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IMG_20140824_043740_452dmvcrThe air is filled with noisy chatter.

IMG_20140824_060430_499dmvcrJoan negotiates our transaction and we will be supplied with delicious cheese straight from the farmer for the next several days.  Delish!

IMG_20140824_060507_631dmvJoan and I have the great plan to walk back on the trail to meet the rest of the gang to show support.  We walk and walk, but don’t see pilgrims.  This can’t be right?  We go back, find the right road out-of-town, and wait for them…and wait…and wait… and wait some more.

Finally, after almost every pilgrim has gone by, we finally make radio contact and walk to meet them. The last 10 miles have been brutal and Randy, Bryon and Liz finally limp into town, too tired to take pictures.

Painful feet, blisters and exhaustion dictate the mood tonight.

How about some cheese with that wine?

 

 

 

 

 

 

…at the end of Day #1.

Tired and hungry, we look forward to the Pilgrim meal at the end of day one in the Albergue Orrison.  The albergue host asks each group to introduce themselves, say which country they are from and where the Camino will take them.    We are fortunate to sit next to a delightful family (mother, father with four children) from Normandy, France.

At the bottom you will find a Youtube link that will feature my attempt at a video of the Pilgrim introductions. I apologize for always struggling to find the right spot on the camera to stop recording which results in some wild movements. (…and I can never keep my mouth shut!)

2014Cam-1060902I am amazed at how many people from other countries can speak English, while I pretty much mutilate the Spanish language in order to get my point across.

2014Cam-1060903Delicious vegetable soup and the next course was roast beef.  Excellent!

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El Acebo is far enough ~ Injury on the trail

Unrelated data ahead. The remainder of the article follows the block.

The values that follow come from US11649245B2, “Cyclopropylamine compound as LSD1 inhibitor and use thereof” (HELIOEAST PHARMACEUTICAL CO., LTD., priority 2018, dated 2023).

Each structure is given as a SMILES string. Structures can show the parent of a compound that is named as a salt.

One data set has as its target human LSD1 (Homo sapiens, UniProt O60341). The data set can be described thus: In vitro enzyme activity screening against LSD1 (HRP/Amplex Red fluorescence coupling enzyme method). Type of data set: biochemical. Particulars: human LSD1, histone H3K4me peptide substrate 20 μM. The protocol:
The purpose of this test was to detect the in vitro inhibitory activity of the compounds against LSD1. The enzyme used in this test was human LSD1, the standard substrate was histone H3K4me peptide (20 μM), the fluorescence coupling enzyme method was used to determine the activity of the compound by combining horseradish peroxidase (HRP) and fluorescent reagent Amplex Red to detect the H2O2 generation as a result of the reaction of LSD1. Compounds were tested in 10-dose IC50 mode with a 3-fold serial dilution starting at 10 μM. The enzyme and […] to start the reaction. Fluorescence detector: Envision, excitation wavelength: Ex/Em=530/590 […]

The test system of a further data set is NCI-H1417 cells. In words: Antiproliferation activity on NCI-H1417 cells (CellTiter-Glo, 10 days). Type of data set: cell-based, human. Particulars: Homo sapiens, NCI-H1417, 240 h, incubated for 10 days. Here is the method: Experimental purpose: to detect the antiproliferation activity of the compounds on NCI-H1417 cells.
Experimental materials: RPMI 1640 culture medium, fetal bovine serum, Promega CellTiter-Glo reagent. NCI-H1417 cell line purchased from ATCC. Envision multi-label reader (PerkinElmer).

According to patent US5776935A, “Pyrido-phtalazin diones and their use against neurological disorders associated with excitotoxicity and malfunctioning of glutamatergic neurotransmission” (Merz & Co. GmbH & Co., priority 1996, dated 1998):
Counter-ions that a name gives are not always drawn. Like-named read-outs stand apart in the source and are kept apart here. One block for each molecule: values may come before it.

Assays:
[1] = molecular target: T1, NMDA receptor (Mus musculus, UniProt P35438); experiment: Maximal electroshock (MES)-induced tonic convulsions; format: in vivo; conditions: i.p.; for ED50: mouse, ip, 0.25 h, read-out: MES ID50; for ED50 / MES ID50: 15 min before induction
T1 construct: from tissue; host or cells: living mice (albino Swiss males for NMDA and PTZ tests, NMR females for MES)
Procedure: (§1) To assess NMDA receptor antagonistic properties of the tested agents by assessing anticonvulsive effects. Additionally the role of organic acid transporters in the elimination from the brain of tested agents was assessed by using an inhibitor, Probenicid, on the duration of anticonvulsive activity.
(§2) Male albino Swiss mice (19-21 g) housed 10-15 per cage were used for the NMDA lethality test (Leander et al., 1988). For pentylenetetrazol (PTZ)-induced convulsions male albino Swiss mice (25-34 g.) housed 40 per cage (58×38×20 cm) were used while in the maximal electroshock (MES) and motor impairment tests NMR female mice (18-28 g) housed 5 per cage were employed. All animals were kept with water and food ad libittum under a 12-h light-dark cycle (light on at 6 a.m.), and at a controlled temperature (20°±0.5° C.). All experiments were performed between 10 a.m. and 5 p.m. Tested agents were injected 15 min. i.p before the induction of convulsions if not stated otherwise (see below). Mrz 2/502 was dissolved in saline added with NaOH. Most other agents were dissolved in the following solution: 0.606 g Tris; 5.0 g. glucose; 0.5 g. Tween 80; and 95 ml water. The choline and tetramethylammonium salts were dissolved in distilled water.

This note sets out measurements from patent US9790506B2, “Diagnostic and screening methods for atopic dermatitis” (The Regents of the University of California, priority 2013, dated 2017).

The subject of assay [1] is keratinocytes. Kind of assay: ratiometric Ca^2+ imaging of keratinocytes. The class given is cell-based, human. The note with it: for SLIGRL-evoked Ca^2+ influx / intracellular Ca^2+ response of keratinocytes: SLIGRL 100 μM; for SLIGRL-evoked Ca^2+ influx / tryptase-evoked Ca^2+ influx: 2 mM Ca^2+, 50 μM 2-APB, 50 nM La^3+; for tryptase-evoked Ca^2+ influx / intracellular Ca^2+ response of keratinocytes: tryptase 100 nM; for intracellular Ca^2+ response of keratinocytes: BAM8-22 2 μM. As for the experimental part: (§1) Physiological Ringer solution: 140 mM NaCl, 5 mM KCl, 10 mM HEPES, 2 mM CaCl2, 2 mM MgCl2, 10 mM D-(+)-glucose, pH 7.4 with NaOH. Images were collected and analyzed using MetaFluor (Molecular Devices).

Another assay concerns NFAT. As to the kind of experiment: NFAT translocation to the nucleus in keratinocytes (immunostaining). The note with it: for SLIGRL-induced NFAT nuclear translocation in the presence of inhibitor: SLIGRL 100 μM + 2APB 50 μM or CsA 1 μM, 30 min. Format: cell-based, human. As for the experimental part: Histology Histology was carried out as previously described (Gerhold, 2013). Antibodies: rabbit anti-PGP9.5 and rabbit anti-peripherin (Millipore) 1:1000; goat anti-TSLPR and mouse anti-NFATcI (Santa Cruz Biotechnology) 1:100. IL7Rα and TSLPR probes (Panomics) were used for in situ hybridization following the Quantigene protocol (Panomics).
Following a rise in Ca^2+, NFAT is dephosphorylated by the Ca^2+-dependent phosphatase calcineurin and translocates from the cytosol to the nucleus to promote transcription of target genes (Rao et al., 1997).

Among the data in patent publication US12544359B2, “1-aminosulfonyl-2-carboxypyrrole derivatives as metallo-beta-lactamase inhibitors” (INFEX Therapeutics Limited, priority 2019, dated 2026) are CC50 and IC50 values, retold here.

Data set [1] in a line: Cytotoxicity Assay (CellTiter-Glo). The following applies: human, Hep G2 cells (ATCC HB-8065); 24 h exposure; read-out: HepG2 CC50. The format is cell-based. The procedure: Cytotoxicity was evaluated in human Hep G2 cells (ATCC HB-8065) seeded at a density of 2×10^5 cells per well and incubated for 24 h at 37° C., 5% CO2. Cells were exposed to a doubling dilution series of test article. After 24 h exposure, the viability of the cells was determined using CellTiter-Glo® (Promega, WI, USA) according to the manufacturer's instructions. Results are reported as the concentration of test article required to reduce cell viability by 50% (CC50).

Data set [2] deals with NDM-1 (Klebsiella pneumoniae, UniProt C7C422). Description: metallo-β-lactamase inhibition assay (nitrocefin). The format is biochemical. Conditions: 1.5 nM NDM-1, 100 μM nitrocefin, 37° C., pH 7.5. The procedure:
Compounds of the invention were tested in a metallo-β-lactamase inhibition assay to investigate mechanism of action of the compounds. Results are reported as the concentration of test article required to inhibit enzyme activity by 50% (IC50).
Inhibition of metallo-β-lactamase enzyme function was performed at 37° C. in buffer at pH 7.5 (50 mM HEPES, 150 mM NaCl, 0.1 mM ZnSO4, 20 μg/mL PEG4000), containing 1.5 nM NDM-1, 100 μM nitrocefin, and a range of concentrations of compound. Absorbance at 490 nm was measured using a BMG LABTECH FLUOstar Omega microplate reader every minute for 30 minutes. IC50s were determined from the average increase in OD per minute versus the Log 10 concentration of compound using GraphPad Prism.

Really?  This is STILL day two?

After a long and challenging descent we finally see a town. El Acebo lies ahead and we plan to stop for a short rest and continue on to Molinaseca.
Spain-1030503dmvThe grueling downhill descent has taken its toll on a member of our group as Kathy’s knee has flared up and she is struggling to make it down the hill.  Being a positive thinking problem solver, she gets down a steep hill by crab walking on her backside.  Whatever gets the job done, right Kathy?  This appears to put a wrinkle in her plan of completing the Camino.

Randy and I get to El Acebo and sit in front of a building called La Rosa del Agua to wait for the rest of the group.  A cute young couple run the hostal and she brings us delicious, hot coffee to sip on while we attempt to visit with our limited language skills.  We each have just enough skill to get the information we need.  She is hoping we decide to stay tonight and they are ready to provide lodging. Meanwhile we discover we have another 10 kilometers downhill until Molinaseca, it is after 4:00 p.m. and one swelled knee will go no further today.  La Rosa del Agua will be our new home tonight.  I don’t know why I didn’t take a photo of the front of the hostal so you’ll have to click on the link and it will take you to their website with photos and information.

Spain-1030508 Notice stage 25 on the elevation map to the left.  I told you it was steep!

The menu del dia (menu of the day) tonight included trucha (trout) complete with the eyes.

Spain-1030510Fish is not a favorite of Lori’s but she did pull it together long  enough to pose for a photo.  Good to the last bone!  Or, should I say, good to the last eyeball!

A man that claims to live on the Camino joins us tonight at the restaurant and, after enough wine, is quite politically outspoken. I’m afraid we don’t share the same conviction he has so we excuse ourselves and head back to the hostal to settle in for the night. Little did we know he would also be at our hostal and he is not a quiet sleeper!

Spain-1030513dmvWe shouldn’t misplace this key.

Spain-1030514dmvWe waken to find a delicious breakfast waiting for us in this cute little kitchen. Granola, fruit, muffins, toast, milk, juice and, most important of all, hot coffee.

Spain-1030517dmvOur host mom leaves us a nice little note in English to cheer us on and get our day started on the right foot.

Spain-1030521dmvOn the cover of this book is the stamp they put in our Camino Pilgrim Passports and inside we are to write comments and greetings.  Of course, I write a positive message since I’m “Minnesota Nice.”.

Kathy’s knee is swollen and very sore so our hostal mom helps arrange a taxi service to take her  down the mountain along with my sister, Joan, for moral support.  It rained quite hard during the night, but the sun is now shining brightly with just a few clouds.  Hooray for no rain!!  We are going to attempt to make up time from the short day yesterday and plan to meet up with the two that took the “fast forward” in the main plaza of Ponferrada.  We’ll see how well our two-way radios work today.

La Rosa del Agua gets bonus points for the wonderful heaters with drying racks so our soaking wet boots, socks, clothing, etc. are nice and dry this morning as we begin our walk.  You really learn to appreciate dry feet!

Now to continue the descent… ugh, the legs are a little stiff this morning.